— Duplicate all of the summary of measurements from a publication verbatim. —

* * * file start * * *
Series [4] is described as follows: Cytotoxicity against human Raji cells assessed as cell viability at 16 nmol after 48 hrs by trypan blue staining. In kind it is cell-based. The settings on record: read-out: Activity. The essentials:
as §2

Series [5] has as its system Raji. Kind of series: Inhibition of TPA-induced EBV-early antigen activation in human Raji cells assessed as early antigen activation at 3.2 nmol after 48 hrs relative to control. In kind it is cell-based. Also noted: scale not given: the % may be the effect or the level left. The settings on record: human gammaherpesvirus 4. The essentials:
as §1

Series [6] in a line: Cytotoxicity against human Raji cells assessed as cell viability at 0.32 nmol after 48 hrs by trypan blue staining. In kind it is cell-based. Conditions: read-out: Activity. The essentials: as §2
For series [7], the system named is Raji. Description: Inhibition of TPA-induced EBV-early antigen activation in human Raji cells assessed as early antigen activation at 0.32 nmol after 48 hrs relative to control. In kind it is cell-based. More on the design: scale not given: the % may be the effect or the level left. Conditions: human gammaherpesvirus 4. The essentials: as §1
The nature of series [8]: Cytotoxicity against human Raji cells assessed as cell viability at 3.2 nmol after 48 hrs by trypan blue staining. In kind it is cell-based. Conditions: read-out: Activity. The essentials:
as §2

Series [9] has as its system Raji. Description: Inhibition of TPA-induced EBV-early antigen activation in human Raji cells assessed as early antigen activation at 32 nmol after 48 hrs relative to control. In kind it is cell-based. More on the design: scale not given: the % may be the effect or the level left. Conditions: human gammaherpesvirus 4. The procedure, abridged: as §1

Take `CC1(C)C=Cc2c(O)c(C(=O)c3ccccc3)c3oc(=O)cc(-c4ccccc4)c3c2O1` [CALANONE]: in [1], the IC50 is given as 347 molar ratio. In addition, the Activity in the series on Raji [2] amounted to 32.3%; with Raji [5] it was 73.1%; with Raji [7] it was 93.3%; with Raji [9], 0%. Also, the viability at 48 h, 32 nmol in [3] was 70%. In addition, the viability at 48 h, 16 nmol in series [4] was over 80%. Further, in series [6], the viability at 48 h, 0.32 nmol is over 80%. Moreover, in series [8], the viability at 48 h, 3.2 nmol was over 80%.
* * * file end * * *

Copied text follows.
Series [4] is described as follows: Cytotoxicity against human Raji cells assessed as cell viability at 16 nmol after 48 hrs by trypan blue staining. In kind it is cell-based. The settings on record: read-out: Activity. The essentials:
as §2

Series [5] has as its system Raji. Kind of series: Inhibition of TPA-induced EBV-early antigen activation in human Raji cells assessed as early antigen activation at 3.2 nmol after 48 hrs relative to control. In kind it is cell-based. Also noted: scale not given: the % may be the effect or the level left. The settings on record: human gammaherpesvirus 4. The essentials:
as §1

Series [6] in a line: Cytotoxicity against human Raji cells assessed as cell viability at 0.32 nmol after 48 hrs by trypan blue staining. In kind it is cell-based. Conditions: read-out: Activity. The essentials: as §2
For series [7], the system named is Raji. Description: Inhibition of TPA-induced EBV-early antigen activation in human Raji cells assessed as early antigen activation at 0.32 nmol after 48 hrs relative to control. In kind it is cell-based. More on the design: scale not given: the % may be the effect or the level left. Conditions: human gammaherpesvirus 4. The essentials: as §1
The nature of series [8]: Cytotoxicity against human Raji cells assessed as cell viability at 3.2 nmol after 48 hrs by trypan blue staining. In kind it is cell-based. Conditions: read-out: Activity. The essentials:
as §2

Series [9] has as its system Raji. Description: Inhibition of TPA-induced EBV-early antigen activation in human Raji cells assessed as early antigen activation at 32 nmol after 48 hrs relative to control. In kind it is cell-based. More on the design: scale not given: the % may be the effect or the level left. Conditions: human gammaherpesvirus 4. The procedure, abridged: as §1

Take `CC1(C)C=Cc2c(O)c(C(=O)c3ccccc3)c3oc(=O)cc(-c4ccccc4)c3c2O1` [CALANONE]: in [1], the IC50 is given as 347 molar ratio. In addition, the Activity in the series on Raji [2] amounted to 32.3%; with Raji [5] it was 73.1%; with Raji [7] it was 93.3%; with Raji [9], 0%. Also, the viability at 48 h, 32 nmol in [3] was 70%. In addition, the viability at 48 h, 16 nmol in series [4] was over 80%. Further, in series [6], the viability at 48 h, 0.32 nmol is over 80%. Moreover, in series [8], the viability at 48 h, 3.2 nmol was over 80%.